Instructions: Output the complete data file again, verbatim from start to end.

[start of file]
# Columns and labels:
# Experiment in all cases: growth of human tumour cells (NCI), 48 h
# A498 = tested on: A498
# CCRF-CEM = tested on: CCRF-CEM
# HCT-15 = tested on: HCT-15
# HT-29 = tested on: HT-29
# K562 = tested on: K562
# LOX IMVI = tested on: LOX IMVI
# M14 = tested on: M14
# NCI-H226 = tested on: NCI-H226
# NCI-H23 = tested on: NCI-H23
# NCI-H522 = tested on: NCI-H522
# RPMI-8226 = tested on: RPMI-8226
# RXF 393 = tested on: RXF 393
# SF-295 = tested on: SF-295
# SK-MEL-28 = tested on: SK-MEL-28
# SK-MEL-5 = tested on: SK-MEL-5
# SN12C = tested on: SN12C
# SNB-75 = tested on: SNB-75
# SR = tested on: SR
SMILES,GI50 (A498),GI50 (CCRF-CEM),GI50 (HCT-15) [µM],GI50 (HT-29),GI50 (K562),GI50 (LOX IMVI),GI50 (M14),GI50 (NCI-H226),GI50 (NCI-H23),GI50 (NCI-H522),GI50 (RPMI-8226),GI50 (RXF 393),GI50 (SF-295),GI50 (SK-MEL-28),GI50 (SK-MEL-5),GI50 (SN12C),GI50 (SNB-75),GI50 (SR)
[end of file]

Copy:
# Columns and labels:
# Experiment in all cases: growth of human tumour cells (NCI), 48 h
# A498 = tested on: A498
# CCRF-CEM = tested on: CCRF-CEM
# HCT-15 = tested on: HCT-15
# HT-29 = tested on: HT-29
# K562 = tested on: K562
# LOX IMVI = tested on: LOX IMVI
# M14 = tested on: M14
# NCI-H226 = tested on: NCI-H226
# NCI-H23 = tested on: NCI-H23
# NCI-H522 = tested on: NCI-H522
# RPMI-8226 = tested on: RPMI-8226
# RXF 393 = tested on: RXF 393
# SF-295 = tested on: SF-295
# SK-MEL-28 = tested on: SK-MEL-28
# SK-MEL-5 = tested on: SK-MEL-5
# SN12C = tested on: SN12C
# SNB-75 = tested on: SNB-75
# SR = tested on: SR
SMILES,GI50 (A498),GI50 (CCRF-CEM),GI50 (HCT-15) [µM],GI50 (HT-29),GI50 (K562),GI50 (LOX IMVI),GI50 (M14),GI50 (NCI-H226),GI50 (NCI-H23),GI50 (NCI-H522),GI50 (RPMI-8226),GI50 (RXF 393),GI50 (SF-295),GI50 (SK-MEL-28),GI50 (SK-MEL-5),GI50 (SN12C),GI50 (SNB-75),GI50 (SR)